The Smarter Screen: Surprising Ways to Influence and Improve Online Behavior
October 27, 2015
Behavioral economist Shlomo Benartzi tackles how we interact with the proliferation of the internet and screens in our everyday lives, and how they can be designed in a way that encourages us to make better decisions on them.
On October 1, 2013, the United States government launched a new Web site, www.healthcare.gov, that was designed to help people choose health insurance. In essence, the site was a shopping portal, allowing consumers to compare prices and features on all of the insurance plans available in their local area. Because the government hoped to sign up millions of uninsured Americans, they decided to rely on the scale of the Web.
While most of the media coverage of the Web site centered around its glaring technical glitches, very little attention was paid to a potentially far more important issue: Did the Web site actually help consumers find the best insurance plans? Given the reach of Obamacare, even seemingly minor design details could have a huge impact, influencing a key financial decision in the lives of millions of Americans.
Unfortunately, research suggests that most people probably made poor insurance choices on the Web site. A study conducted by Saurabh Bhargava, George Loewenstein, and me demonstrated that the typical subject using a simulated version of healthcare.gov chose a plan that was $888 more expensive than it needed to be. This was equivalent to roughly 3 percent of their income. Meanwhile, an earlier study, led by Eric Johnson at Columbia University, found that giving consumers more health care options on sites like healthcare.gov dramatically decreased their ability to find the best plan. In fact, even offering people a modest degree of choice meant that nearly 80 percent of them picked suboptimally.
Can this problem be fixed? The online world offers us more alternatives than ever before: the average visitor to healthcare.gov was offered forty-seven different insurance plans, while Zappos.com features more than twenty-five thousand women's shoes. But how should Web sites help us choose better?
On the morning of February 21, 2010, an American Predator drone began tracking a pickup truck and two SUVs traveling on a road near the village of Shahidi Hassas in southern Afghanistan. As the drone followed the vehicles, it beamed a live video feed to a crew of analysts based at Creech Air Force Base outside Las Vegas.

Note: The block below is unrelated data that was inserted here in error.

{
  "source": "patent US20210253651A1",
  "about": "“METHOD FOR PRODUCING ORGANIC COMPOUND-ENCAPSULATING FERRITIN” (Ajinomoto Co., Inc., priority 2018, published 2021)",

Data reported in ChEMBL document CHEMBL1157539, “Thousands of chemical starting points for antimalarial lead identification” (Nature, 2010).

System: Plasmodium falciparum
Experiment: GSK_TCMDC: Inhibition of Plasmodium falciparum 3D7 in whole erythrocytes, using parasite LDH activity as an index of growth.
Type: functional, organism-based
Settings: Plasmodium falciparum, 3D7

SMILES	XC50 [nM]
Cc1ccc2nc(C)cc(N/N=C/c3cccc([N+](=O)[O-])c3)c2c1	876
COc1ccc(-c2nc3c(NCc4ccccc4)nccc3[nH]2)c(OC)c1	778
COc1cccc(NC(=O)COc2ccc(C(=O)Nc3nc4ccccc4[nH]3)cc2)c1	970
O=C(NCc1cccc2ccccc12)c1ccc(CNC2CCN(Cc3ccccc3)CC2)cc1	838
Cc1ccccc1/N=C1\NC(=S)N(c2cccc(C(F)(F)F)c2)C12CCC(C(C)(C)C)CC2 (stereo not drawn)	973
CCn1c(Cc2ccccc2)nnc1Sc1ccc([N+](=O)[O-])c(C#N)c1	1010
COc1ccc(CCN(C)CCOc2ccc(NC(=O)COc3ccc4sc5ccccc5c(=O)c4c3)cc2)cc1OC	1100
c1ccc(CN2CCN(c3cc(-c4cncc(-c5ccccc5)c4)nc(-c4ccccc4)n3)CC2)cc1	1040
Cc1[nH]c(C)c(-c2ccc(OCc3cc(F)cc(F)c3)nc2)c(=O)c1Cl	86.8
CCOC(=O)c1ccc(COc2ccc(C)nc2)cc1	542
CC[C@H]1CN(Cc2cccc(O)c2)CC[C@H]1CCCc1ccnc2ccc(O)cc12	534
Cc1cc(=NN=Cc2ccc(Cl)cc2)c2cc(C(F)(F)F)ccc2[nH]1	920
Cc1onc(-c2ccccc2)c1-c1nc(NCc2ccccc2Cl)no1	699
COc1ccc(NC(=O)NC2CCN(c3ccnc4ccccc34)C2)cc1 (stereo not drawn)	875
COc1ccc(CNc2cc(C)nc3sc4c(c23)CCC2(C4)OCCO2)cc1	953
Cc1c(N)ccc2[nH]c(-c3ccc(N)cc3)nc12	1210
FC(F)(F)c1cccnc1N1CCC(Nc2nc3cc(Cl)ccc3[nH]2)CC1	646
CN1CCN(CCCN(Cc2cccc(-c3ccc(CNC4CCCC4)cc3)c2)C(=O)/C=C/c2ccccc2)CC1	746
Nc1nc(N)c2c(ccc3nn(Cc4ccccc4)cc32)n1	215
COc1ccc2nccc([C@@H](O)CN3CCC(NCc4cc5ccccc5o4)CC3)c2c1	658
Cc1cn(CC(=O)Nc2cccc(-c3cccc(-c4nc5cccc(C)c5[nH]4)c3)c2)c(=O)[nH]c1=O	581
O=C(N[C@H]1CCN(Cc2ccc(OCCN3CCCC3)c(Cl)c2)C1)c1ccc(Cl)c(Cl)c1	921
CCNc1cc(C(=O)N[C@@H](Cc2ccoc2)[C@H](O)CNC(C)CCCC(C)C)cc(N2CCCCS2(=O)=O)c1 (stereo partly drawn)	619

Such intelligence is now a staple of modern warfare. The CIA used drones to gather intel on Osama bin Laden's hideout; the Israeli Defense Forces flew dozens of unmanned aircraft over Gaza during the recent conflict; the United States Air Force accumulated more than five hundred hours of aerial video footage every single day in Afghanistan and Iraq.
This flood of information creates an obvious problem: someone has to process it. Unfortunately, the evidence suggests that drone crews are often overwhelmed by the visual data. One study, led by Ryan McKendrick at George Mason University, showed that people simulating the multitasking environment of drone operators performed worse on an air defense task; another experiment, which looked at gunners in armored vehicles, found that the soldiers failed to perform their primary task effectively—noticing the bad guys— when a second task was added to the list. In experiment after experiment, the surplus of digital information creates blind spots on the screen.
That's what happened to the analysts tracking those vehicles in southern Afghanistan. According to an internal military investigation, the cubicle warriors in Nevada couldn't handle all of the available information as they toggled back and forth among the video feed, radio chatter, and numerous instant messages. As a result, they failed to notice that the truck and SUVs were actually filled with civilians. And so the drone operators gave the order to fire, unleashing a barrage of Hellfire missiles and rockets. Twenty-three innocent people were killed in the attack.
How can we make such tragedies less likely to happen? What should the Air Force and CIA do to minimize the risk of blind spots on screens? And how can other organizations, from financial institutions to hospitals, deal with the same problem of digital information overload?
On December 14, 2013, Jessica Seinfeld used the Uber app to drop her children off across town at a bar mitzvah and a sleepover.